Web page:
Candidate Ryan is going to face frequent, pointed questions about his often-stated views on tax reform. How is he going to answer? I see three possibilities:

1.       “Don’t be frightened off by my rhetoric. We aren’t really serious about tax reform; we’ll be happy just to keep rates low for top earners and leave the rest of the system as it is.”

2.       “I was serious when I told The New York Tmes that ‘The tax code is patently unfair: many of the deductions and preferences in the system — which serve to narrow the tax base — were lobbied for and are mainly used by a relatively small group of mostly higher-income individuals.’ I stick by what I have said: the wealthiest Americans should pay an effective tax rate of around 25 percent, and that starts with my running mate.”

3.       “As a team, we’re serious about the concept of tax reform, but we’re going to let Congress fill in the details. If you’re among the 16 percent of Americans who think Congress has been doing a good job, vote Romney-Ryan!”

Somehow, all of these answers seem awkward, but Paul Ryan is a smart guy. Maybe he’ll think of something better.

Update: Since this was first published on, the Romney campaign has issued a set of talking points that distances the campaign from details of the Ryan budget plan and includes extremely vague language on tax reform.

Thursday, August 9, 2012

Will the Dutch Disease Kill Hopes Raised by Colombia's Free Trade Agreement?

After a torturous journey through Congress, the United States-Colombia Trade Promotion Agreement (CTPA), first signed in 2006, came into effect on May 15 of this year. The agreement has raised high hopes in Colombia, for which the United States is by far the largest trading partner. However, while the CTPA was fighting its way through a six-year obstacle course, a new threat to Colombia’s economy has emerged in the form of the dreaded Dutch Disease, which afflicts resource-rich countries in many parts of the world. >>>Read more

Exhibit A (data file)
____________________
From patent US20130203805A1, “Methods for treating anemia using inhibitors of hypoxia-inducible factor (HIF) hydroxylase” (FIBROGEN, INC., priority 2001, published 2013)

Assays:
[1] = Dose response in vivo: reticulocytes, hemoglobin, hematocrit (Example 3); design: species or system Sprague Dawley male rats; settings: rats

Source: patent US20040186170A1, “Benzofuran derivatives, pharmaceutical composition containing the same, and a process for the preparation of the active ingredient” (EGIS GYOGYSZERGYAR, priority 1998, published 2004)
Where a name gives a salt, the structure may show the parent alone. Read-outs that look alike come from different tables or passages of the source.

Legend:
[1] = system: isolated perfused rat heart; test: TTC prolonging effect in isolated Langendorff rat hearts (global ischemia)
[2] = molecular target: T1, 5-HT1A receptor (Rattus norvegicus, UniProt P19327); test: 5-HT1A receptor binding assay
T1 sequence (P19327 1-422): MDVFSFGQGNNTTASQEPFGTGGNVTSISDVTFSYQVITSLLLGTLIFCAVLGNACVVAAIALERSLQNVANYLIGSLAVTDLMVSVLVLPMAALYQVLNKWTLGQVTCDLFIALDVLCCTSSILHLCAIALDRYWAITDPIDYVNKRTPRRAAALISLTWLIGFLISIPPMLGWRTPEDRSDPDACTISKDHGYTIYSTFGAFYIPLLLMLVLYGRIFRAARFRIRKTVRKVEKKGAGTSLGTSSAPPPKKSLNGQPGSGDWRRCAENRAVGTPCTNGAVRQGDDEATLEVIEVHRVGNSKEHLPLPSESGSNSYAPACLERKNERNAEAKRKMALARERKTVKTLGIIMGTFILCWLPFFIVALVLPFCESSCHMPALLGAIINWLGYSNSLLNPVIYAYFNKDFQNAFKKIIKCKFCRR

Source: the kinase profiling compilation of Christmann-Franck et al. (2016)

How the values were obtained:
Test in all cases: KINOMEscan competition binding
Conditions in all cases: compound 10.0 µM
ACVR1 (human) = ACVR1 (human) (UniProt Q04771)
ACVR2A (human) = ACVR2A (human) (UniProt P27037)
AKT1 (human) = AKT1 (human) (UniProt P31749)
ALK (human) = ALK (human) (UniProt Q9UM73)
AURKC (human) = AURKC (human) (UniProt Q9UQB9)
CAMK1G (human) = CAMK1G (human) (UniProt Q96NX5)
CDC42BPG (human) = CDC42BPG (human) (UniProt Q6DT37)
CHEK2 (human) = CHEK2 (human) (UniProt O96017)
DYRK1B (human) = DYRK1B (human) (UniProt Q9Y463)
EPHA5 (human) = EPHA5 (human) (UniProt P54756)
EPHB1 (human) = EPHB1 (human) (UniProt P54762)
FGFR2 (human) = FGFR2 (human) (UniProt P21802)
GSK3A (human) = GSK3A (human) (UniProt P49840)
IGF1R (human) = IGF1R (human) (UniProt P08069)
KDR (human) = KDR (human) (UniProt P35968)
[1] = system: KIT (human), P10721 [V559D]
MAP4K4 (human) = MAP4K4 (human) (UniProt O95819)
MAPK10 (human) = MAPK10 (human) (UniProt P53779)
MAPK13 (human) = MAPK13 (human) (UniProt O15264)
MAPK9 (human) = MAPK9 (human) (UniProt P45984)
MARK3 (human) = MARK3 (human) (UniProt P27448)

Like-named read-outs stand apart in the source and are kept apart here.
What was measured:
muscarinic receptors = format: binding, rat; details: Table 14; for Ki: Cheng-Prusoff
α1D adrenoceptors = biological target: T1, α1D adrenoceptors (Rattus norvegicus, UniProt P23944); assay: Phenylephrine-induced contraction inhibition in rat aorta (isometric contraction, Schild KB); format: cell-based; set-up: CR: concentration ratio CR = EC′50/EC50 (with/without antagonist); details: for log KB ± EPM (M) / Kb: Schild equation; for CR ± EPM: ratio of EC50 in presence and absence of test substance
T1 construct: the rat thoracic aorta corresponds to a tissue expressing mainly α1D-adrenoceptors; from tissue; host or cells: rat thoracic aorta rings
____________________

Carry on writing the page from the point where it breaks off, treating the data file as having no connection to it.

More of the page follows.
Monday, August 6, 2012

TEN BILLION: Return of the Population Bomb?

A generation ago—no, two generations ago, already—Paul Ehrlich scared us all out of our wits with his book, The Population Bomb. It turned out to be a bomb that we gradually learned to live with. Yes, it exploded—the world’s population did double between 1960 and 2000, the shortest doubling time in human history. No—it didn’t kill us.

As University of Michigan professor Donald Lam told us in a 2011 presidential address to the Population Association of America, the shift from large families making low investments in their children to small families making high investments in their children is a fundamental dimension of economic development that gives us reasons to be optimistic about the future.